Republican Sen. Cory Gardner toured downtown Arvada Tuesday afternoon to speak to business owners as part of his outreach effort across Colorado during the August recess.
His office noted that Arvada was the 10th city he has visited in the last few months on his “main street walking tour.” Other stops have included Cañon City, Lakewood, Gunnison, Aurora and Westcliffe to name a few.
His staff hasn't sought much publicity for the events. And about two dozen progressive activists stood outside (but never entered) the businesses Gardner visited in order to question him about gun control and health care.
“I had a lovely opportunity to connect with Sen. Gardner as a fifth-generation Coloradan about what I honestly believe the values of Colorado are, which are honesty, openness, and a good beer,” said Charlie Berger, one of the co-founders of Denver Beer Co.
The brewery has a taproom in Olde Town Arvada where Berger and Gardner sat at a table over a beer with other local elected officials. Berger said he and Gardner talked about the Craft Beverage Modernization Act, which provides excise tax relief.
Berger, a Democrat, didn’t mention his top priority as a voter, which is protecting the environment and backing the Green New Deal. Instead, he told CPR he wanted to tell the senator that Colorado should be a leader in taking the moral high ground when it comes to “all the craziness in Washington” and indirectly asked him to stand up to President Donald Trump.
“I really encouraged him to be one of the senators that can have a big impact by being upfront about the truth and about what's right,” he said. Berger felt that he really listened and was glad Gardner made the time to sit down with him — “And I'll give him credit for that.”
Another business owner said he talked to Gardner about the difficulty of retaining employees, and the high cost of health care for small businesses. It’s a theme Gardner said he’s frequently heard.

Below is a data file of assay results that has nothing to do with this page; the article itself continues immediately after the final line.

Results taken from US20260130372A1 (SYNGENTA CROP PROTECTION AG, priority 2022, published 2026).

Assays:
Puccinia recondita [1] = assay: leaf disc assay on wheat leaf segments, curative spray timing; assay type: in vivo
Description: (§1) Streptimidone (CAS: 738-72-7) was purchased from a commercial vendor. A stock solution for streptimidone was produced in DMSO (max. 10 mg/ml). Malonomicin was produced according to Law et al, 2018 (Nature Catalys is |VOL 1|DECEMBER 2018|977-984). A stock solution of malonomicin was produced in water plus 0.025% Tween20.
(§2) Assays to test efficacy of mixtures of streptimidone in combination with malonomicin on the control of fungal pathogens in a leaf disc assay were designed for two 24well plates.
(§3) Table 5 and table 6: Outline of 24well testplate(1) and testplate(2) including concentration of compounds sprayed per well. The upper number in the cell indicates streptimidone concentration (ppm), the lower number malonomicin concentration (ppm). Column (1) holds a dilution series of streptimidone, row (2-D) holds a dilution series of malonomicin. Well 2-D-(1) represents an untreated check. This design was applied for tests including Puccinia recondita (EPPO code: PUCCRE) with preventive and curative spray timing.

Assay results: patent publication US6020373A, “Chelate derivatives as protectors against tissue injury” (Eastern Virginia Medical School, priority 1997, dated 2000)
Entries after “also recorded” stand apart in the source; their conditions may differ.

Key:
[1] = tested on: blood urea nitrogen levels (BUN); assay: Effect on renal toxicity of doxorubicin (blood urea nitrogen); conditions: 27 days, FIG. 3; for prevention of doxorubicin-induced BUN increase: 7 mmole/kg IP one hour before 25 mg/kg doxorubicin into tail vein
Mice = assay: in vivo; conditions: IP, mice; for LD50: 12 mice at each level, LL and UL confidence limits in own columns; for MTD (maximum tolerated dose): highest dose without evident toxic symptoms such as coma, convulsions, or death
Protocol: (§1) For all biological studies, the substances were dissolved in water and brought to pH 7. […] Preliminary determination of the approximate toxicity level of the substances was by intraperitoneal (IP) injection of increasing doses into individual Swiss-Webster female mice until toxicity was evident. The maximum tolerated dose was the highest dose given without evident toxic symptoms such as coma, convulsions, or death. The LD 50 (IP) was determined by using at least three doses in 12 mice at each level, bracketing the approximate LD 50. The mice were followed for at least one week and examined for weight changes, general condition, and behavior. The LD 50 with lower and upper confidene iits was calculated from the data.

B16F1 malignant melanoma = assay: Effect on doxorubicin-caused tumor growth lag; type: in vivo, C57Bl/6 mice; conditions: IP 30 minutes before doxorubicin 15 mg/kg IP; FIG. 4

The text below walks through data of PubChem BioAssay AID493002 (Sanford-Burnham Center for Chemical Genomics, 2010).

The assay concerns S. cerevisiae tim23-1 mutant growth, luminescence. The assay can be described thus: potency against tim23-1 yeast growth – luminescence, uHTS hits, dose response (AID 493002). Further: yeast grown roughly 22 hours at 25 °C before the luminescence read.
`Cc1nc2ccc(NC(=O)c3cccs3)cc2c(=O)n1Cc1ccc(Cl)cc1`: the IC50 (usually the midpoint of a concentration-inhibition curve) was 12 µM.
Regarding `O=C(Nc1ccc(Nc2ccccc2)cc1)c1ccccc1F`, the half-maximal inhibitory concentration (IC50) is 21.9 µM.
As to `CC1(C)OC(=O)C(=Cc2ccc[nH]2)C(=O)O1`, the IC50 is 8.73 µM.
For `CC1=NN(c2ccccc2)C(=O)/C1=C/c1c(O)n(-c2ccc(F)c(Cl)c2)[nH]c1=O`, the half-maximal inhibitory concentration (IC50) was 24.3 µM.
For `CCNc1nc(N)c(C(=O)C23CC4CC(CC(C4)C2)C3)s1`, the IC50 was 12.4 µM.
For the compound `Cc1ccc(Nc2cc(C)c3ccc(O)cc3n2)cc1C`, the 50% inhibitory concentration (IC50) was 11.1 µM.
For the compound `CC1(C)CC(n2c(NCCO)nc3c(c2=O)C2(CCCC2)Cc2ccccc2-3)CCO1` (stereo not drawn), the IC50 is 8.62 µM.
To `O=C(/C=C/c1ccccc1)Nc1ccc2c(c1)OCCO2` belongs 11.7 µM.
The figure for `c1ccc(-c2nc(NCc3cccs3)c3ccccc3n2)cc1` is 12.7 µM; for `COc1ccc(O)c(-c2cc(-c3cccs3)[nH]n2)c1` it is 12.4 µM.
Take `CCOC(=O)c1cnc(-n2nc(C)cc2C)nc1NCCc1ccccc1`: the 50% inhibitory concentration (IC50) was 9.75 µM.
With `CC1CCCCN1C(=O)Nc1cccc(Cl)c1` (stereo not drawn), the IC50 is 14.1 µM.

“Workforce issues, the need for more workforce. Colorado's incredibly competitive in terms of finding workers, whether it's a restaurant or a service industry or manufacturing, we need more skilled workers,” Gardner said.
He also said business owners have raised concerns about government regulations, while the senator himself touched on the current trade imbroglio.
“I don't support the tariffs,” Gardner said. “We need to make sure we eliminate the tariffs and move on to additional free trade agreements around the world.”
Gardner is considered one of the most vulnerable Republican senators up for reelection in 2020. Especially in a state that has trended blue and where the president is unpopular with moderate voters.
Susan Glass, the head of the Jefferson County Democrats and one of the activists that trailed him in Arvada said that Gardner “seemed to listen a little bit more, but we need to see action and he needs town halls.”
Glass said her stepson has leukemia and his medications cost $9,000 per month. That’s an issue she brought up with Gardner as he strolled along the sidewalk.
“We have questions and we are there trying to understand what he's doing and we need answers because our lives are affected by it every day.”
The JeffCo Democrat’s stepson was a junior at Columbine High School when the shooting took place, so she wants Gardner to back gun control legislation and buck the National Rifle Association. Trump has publicly discussed a compromise between Republicans and Democrats on universal background checks, but Gardner told a crowd earlier in August that he did not support gun control.
In Arvada, Gardner said people need to be protected from violence and harm and that we need to “make sure that we're protecting constitutional rights.”
He called it an important debate and conversation to have but said he didn’t “think anybody should be politicizing it to the extent that they may try to do that. I think that's wrong. What we ought to do is focus on the root causes and preventing it from happening.”
Gardner said his reelection campaign will focus on highlighting bipartisan legislation he has sponsored and what he feels are wins for Colorado such as his successful effort to have the BLM headquarters moved to Grand Junction.